Drought prompts aerial search for underground water
An Aerial Electromagnetic Survey in operation. Deputy Premier John Barilaro (inset photo) says its important to find new sources of underground water
A team of scientists will take to the air in a bid to locate new water supplies across drought-stricken western NSW.
In one of the most ambitious aerial surveys conducted in NSW scientists hope to locate large volumes of previously unknown fresh water supplies for drought-stricken farmers.
The search area – between Bourke and Lake Cargelligo – is about 17,000 sq km in size.
Scientists will be using electromagnetic technology throughout this area in an attempt to identify undiscovered water supplies up to 200 metres underground.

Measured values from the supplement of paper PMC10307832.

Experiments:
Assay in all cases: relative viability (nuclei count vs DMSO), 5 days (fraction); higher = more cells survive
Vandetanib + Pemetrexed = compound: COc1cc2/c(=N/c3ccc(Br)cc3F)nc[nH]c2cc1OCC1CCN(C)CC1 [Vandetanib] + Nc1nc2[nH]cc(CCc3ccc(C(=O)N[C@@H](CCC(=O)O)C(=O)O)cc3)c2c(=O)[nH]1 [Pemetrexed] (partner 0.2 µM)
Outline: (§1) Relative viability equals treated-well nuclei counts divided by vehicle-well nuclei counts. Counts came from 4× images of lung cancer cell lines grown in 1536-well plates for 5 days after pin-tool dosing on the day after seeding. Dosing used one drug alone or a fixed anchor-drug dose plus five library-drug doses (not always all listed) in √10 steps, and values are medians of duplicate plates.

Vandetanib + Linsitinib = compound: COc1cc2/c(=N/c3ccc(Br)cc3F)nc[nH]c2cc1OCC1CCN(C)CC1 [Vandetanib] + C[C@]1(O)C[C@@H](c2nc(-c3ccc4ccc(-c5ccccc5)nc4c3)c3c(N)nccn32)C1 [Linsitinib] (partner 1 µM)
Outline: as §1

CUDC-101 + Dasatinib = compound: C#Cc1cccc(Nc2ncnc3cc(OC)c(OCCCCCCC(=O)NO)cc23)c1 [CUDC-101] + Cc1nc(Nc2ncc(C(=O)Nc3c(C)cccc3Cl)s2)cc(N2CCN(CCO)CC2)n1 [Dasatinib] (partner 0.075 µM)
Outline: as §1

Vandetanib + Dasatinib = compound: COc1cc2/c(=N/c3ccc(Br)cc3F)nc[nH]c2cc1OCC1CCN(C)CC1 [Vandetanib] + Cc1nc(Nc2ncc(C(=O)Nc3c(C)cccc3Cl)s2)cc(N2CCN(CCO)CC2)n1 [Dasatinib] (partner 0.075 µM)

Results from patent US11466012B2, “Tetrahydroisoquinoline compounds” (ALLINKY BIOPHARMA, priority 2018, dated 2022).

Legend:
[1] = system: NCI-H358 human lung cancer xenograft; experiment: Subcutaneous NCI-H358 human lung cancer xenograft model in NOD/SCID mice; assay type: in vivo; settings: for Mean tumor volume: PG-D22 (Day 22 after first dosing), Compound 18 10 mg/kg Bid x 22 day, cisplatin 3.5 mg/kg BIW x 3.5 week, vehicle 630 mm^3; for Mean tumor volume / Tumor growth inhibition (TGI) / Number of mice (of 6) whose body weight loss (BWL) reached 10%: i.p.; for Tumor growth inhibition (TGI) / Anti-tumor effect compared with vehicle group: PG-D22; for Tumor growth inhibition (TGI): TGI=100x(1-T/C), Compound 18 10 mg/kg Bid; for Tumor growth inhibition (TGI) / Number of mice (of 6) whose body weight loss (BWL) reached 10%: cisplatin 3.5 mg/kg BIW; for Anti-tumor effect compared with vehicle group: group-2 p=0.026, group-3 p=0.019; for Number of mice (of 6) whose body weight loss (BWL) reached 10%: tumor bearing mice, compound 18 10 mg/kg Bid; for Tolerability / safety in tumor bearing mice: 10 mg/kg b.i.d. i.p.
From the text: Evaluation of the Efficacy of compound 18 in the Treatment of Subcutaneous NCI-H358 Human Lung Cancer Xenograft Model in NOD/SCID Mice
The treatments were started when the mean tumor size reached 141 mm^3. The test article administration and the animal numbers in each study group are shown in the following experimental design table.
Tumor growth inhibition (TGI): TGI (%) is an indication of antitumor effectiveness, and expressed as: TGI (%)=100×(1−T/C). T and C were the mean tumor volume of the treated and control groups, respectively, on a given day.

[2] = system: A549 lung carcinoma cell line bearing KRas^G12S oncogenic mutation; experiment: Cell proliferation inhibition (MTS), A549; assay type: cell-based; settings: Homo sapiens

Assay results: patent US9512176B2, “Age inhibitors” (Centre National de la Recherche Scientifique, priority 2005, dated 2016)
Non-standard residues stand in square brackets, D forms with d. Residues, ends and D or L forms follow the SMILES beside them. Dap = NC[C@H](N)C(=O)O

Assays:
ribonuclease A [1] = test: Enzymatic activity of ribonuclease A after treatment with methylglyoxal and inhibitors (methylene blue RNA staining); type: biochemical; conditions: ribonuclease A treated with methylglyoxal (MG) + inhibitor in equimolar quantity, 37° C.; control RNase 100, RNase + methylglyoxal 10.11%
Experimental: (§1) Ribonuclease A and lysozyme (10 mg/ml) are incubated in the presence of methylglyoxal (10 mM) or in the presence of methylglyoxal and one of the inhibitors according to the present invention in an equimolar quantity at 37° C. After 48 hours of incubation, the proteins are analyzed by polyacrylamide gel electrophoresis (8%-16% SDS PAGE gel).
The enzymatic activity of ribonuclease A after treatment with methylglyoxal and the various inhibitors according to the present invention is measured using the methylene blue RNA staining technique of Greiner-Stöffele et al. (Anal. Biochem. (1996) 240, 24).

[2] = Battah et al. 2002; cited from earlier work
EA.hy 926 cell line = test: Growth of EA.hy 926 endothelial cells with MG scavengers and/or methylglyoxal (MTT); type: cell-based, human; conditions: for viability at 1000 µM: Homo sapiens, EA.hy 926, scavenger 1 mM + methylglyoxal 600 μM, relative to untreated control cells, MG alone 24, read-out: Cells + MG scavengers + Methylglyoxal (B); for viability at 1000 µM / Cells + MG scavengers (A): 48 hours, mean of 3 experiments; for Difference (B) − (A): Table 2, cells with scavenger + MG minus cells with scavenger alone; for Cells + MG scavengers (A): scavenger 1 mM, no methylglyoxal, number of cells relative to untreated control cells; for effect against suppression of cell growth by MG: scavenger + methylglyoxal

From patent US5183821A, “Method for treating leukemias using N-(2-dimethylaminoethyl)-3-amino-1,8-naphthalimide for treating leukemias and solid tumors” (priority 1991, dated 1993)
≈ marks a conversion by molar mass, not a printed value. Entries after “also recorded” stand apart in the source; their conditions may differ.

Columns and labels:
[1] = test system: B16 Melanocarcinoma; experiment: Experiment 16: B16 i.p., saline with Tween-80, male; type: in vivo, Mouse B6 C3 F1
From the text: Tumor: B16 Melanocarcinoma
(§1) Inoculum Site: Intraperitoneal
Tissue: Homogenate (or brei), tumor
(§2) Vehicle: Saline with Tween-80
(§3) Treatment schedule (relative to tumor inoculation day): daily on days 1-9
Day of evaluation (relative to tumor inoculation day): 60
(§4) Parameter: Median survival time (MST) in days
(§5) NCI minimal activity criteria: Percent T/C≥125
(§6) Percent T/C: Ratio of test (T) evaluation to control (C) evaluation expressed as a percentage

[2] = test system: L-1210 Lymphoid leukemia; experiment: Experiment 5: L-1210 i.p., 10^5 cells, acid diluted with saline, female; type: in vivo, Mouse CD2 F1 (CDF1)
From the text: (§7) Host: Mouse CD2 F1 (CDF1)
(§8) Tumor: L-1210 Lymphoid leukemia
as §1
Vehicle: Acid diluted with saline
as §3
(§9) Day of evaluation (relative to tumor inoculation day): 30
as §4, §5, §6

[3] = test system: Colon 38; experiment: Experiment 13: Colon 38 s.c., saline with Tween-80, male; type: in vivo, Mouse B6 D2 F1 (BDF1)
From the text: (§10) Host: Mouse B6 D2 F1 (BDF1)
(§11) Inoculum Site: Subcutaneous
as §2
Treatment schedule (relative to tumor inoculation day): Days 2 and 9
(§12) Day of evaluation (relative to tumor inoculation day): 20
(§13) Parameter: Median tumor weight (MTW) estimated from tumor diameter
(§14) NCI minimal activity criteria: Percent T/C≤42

The three-month survey, from late September, is part of a joint project of Geoscience Australia and Geological Survey of NSW to find new water resources for the state.
NSW Deputy Premier John Barilaro says identifying water and new mineral deposits was critical for the wellbeing of the state – especially for bush communities.
Read more in the printed edition of the Western Herald.